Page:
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Processed through immigration courts, some Central American children return home


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Many of the children processed through U.S. immigration courts will end up back in their country of origin in Central America. In fact, three flights of women and children coming from the United States have already landed in El Salvador.

That's where Jude Joffe Block has just been. She's a reporter with the Fronteras Desk at KJZZ in Phoenix and she's just returned from the Central American country.

Before heading back to the U.S., Block joined a crowd at the airport in El Salvador, where they awaited the arrival of family members returning home after being detained in the U.S. She spoke to one woman there returning with her four-year-old son from a facility in Artesia, New Mexico. The woman said there was a lot of sickness in the Artesia facility, and that her son had a fever for eight days before she volunteered their departure.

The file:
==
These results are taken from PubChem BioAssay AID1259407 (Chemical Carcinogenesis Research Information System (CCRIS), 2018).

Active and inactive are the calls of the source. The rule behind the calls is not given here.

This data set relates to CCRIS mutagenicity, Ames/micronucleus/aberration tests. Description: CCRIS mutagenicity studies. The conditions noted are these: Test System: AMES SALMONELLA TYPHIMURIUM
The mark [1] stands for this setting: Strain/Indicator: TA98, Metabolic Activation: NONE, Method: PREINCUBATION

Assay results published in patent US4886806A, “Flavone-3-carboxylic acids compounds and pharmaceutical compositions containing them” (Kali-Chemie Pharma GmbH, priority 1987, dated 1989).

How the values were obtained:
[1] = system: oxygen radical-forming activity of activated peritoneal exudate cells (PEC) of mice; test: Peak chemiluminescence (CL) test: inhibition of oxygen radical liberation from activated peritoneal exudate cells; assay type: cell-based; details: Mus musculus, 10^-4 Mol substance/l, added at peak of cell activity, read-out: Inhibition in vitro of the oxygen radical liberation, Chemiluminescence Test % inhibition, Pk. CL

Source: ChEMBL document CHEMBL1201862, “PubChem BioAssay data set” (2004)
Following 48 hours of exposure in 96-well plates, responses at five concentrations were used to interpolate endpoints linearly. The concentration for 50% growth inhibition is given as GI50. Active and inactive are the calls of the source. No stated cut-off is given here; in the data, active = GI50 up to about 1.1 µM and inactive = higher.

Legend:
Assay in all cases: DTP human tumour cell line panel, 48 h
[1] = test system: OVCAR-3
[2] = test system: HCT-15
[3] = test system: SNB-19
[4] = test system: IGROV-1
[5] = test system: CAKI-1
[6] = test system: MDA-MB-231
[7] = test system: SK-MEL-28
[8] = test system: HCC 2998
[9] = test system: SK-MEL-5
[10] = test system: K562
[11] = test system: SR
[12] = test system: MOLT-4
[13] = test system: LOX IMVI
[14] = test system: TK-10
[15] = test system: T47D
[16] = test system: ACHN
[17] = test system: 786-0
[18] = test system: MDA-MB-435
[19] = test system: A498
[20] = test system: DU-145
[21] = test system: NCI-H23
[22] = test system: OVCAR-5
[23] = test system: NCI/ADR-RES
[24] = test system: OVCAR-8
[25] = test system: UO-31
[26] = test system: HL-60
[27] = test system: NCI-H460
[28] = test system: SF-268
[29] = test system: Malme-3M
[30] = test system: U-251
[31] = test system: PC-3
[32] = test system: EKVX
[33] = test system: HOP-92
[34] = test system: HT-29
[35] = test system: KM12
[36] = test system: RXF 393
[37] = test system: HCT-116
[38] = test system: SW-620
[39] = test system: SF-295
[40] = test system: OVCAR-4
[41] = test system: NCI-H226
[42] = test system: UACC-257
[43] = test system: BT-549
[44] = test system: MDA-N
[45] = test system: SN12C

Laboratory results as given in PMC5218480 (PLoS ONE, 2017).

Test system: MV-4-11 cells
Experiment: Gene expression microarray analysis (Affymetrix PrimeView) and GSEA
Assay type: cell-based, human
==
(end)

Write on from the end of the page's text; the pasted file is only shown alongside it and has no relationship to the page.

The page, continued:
Amid rumors of poor conditions at the Artesia facility, a coalition of advocacy groups has filed a lawsuit, claiming mothers and their children detained there are being denied due process, even though many "have valid asylum claims." Block says they call Artesia a "deportation mill."